able to extension of maunfuctures. The common people, who would 
form the working classes in such establisbmeuts, are too independent, 
too careless, too uncertain, and their prico of labor too high, to make 
manufacturing profitable or to induce the investment of capital therein. 
I am credibly informed that on the exodus from Alsace and Lorraine, 
after the Franco German war, a committee of manufacturers visited 
this city with a view to its selection as a new location, but on examina- 
tion declined for the reasons above stated, though other things were 

The causes which have served to produce these habits and customs 
among the people would afford a theme for a moral philosopher and a 
political economist. I shall not even bint at them here. 

Twenty years ago there were nineteen cotton mills in operation in 
this city ; now (here are but one or two, or at most three, and they arc 
comparatively insignificant. 




The proprietor of the largest, on my applicatiou for »talisMc!!, ixwi- 
tively refoaed to give any information, alleging it wan noii<^ of the )>usi- 
ness of tbe United States Oovernment, and that he resented itn ])t(etni)r 
as an inqaisitiTe intruBion. 

i felt so baaiiliated that I made no fnrther endeavor hi that direution. 

I was fortnnate euongh, however, to find a geiiiletiiHit. owner t>f a 
woolen mill, who recognized the imponeibility of olilaining statistice 
unless private affairs were in some degree made )iiilili<-. 

Under proper safeguards of coofldence be gave me lUe following: 


Area of land occupied, two acres; pivscnl eoKt valae, $30,000 ; area 
of Door of baildingB, 4,000 square meteis; nisiierial of buildings, stone; 
present cost value thereof, 940,000; miK'hinery used: nnmber of card- 
ing-engines, 10; number of mules or jacks, 15; number of spindJes,- 
3,000; present cost value of all machinery, including boilers, engines, 
&c.,t50,000; amount of taxes paid annually, (660; cost of coal per ton 
[2, 240 pounds) delivered at the mill, $5.30; rate of taxation on quick 
capital, 3 per cent; average rate of interest paid on capital borrowed, 
5 to 6 per Cent.; return on capital saHsfactory to owner, 8 to 10 )>er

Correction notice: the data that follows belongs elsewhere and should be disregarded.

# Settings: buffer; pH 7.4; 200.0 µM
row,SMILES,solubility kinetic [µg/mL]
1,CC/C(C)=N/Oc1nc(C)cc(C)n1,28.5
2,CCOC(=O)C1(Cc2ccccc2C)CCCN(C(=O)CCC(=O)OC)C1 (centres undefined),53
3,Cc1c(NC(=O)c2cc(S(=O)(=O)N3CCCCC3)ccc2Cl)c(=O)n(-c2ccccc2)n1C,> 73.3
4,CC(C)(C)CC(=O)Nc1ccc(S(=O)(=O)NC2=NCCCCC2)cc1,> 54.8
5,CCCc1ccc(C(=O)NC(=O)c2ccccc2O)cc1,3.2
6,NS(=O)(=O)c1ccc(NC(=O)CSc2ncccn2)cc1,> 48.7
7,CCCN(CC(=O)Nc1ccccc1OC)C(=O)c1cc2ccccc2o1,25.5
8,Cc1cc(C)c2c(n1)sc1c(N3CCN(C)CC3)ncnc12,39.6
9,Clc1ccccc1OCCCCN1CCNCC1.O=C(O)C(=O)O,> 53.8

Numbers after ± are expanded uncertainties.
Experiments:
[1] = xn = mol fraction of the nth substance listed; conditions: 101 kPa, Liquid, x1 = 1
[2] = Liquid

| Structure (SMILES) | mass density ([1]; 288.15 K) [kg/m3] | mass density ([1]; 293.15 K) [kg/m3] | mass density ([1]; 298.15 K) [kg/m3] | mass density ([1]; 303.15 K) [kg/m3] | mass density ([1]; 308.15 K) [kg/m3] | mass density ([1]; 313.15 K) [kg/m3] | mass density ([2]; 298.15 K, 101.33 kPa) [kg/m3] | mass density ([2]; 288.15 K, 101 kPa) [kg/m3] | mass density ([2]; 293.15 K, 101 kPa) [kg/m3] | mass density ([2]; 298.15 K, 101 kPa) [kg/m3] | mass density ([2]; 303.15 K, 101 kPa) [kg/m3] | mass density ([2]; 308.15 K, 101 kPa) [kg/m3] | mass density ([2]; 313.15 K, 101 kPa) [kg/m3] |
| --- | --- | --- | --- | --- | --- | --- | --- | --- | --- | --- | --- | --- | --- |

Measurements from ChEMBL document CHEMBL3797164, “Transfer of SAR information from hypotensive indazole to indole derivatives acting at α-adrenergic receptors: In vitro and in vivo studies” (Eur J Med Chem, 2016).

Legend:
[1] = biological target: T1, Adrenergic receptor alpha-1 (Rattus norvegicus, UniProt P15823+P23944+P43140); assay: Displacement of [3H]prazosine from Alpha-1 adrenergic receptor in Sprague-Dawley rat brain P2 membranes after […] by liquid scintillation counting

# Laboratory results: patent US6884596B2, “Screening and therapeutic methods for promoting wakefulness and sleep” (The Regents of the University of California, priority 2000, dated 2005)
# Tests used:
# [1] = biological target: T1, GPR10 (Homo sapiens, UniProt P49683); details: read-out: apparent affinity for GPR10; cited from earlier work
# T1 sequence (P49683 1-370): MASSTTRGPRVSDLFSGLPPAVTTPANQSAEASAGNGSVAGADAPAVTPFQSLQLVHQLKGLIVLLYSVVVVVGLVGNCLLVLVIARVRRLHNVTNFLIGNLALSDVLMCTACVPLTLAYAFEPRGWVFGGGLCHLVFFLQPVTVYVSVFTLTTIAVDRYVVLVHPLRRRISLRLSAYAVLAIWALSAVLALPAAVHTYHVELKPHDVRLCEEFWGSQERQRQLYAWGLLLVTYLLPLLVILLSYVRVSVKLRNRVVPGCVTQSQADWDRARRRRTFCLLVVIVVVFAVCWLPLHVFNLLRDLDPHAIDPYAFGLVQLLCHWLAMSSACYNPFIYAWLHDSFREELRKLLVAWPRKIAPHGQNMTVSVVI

ceoL; cost of single set of cardiug-engines, as above described. 1600; 
total number of persons employed, 600; namber of hours labor per 
week, 68. 

Averagt Koge* paid ptr week. 

OveTMer : Jia.OO 

Second httnda 6.00 to 8.00 

Overlookera 5.00 to 6.00 

CommoD haods 3.60 to 4.00 


Second haada 3.00 to 4.00 

Cominoa hands 2.00 to 3.50 

CJuldren l.S0to2.00 

lard hands : 

Enginetir 24.00 

Firemen 6.00 to 8.00 

Watchmen 5.00 to 6.00 

Utboren , 4.00 to 8.00 


The annuaire ataHstique de la France gives, for 1879, the following as 
the Dumber of spindles operated iD the departments belonging to this 
consular district : 




3. DM 
10, S» 


I attach also a map prepared by the Chamber of Commerce of l^antes, 
showiog the number of spindles of both wool and cotton in divers de- 



partments in France supposed to be dependent on and tribataij to 
Nantes as a port of export and import for all trade with the American 

From the figares herein given the cbainber concludes the aggregate 
iiamber thus tributary to N^ant«8 to be 140,634 spindles of vool and 
2,671,143 spindles of cotton. This carte was prepared as bearing npon 
the prospective traffic of the proposed Panama sbip-canaL 


United States Consulate, 

Nantes, March 3, 1883. 





In a former report I briefly mentioaed the cotton induatrj of Alsace. 
I Bliall DOW eDdeavor to Btate the important facts relative to thia, by far 
the most important industry of this province, and one of the greatest in 

There are in operation in Germany at the present time about 5,000,000 
spiodles. Over ODe-third of this number, or 1,700,000, are in operation 
in Alsace. The importance of this industry will perhaps be better un- 
derstood if I state that the population of Alsace is 1,200,000 and the 
number of spindles 1,700,000, tias giviog an average of 1,420 spiudles 
to every 1,000 inbabitauts. 

The cotton mills, although scattered over the entire province, are 
much more numerous in Upper than in Lower Alsace, and the largest 
and most important establishments are located in the manufacturing 
cities of Millbansen, Colmar, Markirch, and Miinster. 

Since the annexation of Alsace to the German Empire, a number of 
the most important firms have established factories just across the bor- 
der in France. One noted venture of this kind is located at Belfort,